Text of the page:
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Palmer Library in process of converting inventory to digital

Posted on Friday, September 1, 2017 at 1:44 pm

Bev Presswood, standing, and Katie Pritchett, are in the process of entering data during the digital conversion. Submitted photo.

After years of dreaming and planning, the Margaret Palmer Library Board is making it a reality for the library inventory to be all digital.
This year’s proceeds from the March fundraising event were deemed for this project, so as of mid-May, Bev Presswood and Katie Pritchett have been scanning books and giving them bar codes. The plan is to have all books in the computer by September.
Librarian Sarah Hunt has also been busy going through books to keep the total amount at 15,000 books entered into the database that is maintained by Biblionix, who charges a yearly maintenance fee based on the number of books entered.
It has been a big job weeding out old, battered and unread books to keep the number affordable. Hunt added, “We are trying to proceed with the process in a way that allows for the least disruption to library patrons and the Summer Reading program.”
According to the library website continuous library service has been provided to the residents of Elsberry and surrounding areas since at least 1920.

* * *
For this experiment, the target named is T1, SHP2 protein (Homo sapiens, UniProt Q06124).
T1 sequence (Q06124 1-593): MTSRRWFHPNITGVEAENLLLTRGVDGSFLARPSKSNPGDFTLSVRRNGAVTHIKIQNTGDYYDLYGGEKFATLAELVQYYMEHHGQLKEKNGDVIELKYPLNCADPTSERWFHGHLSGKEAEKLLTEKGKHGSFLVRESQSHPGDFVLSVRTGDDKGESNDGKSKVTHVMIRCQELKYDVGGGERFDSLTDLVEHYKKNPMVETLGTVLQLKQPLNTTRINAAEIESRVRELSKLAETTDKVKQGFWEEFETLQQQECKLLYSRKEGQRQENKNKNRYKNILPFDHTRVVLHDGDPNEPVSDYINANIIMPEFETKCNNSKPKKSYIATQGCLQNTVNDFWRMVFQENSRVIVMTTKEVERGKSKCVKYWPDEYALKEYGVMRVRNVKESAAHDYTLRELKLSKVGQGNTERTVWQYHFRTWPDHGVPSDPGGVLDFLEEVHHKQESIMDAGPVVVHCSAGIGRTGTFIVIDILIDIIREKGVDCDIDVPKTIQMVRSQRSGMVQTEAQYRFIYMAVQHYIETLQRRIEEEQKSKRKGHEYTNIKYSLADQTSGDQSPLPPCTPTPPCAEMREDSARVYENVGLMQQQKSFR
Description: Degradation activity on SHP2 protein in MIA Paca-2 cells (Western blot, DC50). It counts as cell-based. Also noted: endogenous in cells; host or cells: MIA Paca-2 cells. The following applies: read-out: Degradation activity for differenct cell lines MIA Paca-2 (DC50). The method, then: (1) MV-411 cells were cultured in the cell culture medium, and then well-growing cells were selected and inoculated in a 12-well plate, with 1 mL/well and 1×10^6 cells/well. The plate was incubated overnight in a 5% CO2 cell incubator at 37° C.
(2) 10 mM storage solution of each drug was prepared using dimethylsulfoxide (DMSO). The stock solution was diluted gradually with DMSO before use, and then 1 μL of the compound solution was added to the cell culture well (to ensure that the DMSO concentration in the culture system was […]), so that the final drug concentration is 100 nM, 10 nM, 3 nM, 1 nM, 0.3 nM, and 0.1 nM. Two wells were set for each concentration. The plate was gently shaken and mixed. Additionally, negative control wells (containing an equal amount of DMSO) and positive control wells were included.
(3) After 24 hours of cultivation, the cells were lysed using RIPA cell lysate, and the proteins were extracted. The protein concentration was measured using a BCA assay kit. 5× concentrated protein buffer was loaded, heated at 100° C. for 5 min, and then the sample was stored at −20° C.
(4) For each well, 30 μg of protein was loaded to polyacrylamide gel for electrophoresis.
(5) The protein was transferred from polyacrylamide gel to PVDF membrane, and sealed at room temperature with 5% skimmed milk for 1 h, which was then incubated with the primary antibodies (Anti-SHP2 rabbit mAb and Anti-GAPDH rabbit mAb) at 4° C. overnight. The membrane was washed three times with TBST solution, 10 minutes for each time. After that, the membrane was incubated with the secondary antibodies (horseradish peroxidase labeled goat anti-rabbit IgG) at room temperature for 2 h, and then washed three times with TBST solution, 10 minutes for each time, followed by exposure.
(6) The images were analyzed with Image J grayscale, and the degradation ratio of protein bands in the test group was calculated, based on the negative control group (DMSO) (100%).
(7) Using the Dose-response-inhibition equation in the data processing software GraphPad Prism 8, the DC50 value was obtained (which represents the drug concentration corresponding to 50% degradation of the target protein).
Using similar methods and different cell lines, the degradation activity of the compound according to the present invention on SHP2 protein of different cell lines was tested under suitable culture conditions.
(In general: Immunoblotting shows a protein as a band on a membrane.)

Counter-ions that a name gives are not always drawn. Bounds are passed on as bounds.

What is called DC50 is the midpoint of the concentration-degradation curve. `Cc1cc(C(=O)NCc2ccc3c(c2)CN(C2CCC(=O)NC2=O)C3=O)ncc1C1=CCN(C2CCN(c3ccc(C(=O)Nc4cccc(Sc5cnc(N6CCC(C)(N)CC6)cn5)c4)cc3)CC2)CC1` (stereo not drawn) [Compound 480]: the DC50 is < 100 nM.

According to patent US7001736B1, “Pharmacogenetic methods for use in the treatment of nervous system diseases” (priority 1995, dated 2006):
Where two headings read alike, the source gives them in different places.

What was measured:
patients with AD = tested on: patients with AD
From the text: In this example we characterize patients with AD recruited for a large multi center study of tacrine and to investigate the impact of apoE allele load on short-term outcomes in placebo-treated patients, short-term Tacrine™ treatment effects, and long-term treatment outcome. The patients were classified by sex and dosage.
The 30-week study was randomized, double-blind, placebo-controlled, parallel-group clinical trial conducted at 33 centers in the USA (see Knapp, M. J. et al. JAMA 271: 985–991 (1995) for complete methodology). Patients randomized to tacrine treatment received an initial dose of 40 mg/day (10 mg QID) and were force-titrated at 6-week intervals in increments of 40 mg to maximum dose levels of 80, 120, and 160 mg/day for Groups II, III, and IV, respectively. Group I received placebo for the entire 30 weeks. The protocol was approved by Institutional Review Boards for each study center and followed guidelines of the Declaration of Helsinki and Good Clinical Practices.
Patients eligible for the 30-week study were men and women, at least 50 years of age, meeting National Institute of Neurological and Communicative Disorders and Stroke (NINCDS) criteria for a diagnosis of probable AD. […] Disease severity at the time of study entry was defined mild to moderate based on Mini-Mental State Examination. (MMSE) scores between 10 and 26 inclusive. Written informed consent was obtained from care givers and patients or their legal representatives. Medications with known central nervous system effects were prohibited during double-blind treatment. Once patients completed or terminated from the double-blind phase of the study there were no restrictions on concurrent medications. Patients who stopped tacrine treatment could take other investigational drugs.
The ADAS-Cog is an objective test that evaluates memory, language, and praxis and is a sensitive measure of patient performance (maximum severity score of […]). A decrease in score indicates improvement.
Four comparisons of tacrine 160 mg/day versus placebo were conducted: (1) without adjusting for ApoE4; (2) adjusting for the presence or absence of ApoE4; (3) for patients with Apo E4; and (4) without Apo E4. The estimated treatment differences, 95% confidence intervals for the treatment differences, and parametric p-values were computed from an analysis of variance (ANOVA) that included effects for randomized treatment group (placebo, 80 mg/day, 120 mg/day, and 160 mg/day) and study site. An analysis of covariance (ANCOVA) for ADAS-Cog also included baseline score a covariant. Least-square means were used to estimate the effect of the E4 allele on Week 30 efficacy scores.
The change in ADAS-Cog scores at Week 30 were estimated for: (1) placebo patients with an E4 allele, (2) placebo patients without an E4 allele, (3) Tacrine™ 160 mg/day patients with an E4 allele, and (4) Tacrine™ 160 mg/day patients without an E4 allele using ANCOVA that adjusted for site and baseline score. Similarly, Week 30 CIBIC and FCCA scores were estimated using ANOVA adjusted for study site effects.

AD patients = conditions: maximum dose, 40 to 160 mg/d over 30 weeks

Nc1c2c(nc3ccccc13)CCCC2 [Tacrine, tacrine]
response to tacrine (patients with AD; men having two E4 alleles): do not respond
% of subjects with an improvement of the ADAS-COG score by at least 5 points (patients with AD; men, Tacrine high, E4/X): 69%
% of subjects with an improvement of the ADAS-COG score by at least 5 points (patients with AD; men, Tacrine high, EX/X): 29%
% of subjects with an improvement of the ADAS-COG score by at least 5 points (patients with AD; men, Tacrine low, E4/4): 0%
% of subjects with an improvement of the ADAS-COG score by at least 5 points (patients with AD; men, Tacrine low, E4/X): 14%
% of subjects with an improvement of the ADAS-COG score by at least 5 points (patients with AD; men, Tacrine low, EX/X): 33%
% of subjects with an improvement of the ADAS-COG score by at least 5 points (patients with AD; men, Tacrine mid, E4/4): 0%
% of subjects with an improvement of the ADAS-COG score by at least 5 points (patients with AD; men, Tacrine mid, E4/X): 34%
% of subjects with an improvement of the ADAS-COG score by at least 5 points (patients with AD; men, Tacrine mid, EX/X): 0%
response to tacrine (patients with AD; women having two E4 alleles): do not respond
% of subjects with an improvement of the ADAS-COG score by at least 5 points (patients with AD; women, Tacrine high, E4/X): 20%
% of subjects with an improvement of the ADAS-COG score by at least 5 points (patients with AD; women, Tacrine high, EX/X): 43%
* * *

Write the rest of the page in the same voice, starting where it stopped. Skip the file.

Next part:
After numerous locations, their current location at 502 Broadway was determined in 1989 when long time resident Margaret Palmer changed the face of library service in Elsberry forever by announcing that she would build The Joseph R. Palmer Family Memorial Library in memory of her parents, Joseph and Florence Copher Palmer and her brother George Palmer. Upon completion of construction in June, 1990, Palmer deeded the building to the city to be used as a public library.
It should be noted that the last major upgrade to the facility was in 2009 when walls were moved and space in the children’s area was added.
The library offers free internet access, a large collection of children and youth materials as well as current bestsellers and a large fiction collection for pleasure reading.
All books that are being discarded are available in the front lobby of the library for a minimal price. As the process gets close to completion the library will hold a public event for patrons to get bar-coded library cards so they will be able to check out books through the new system.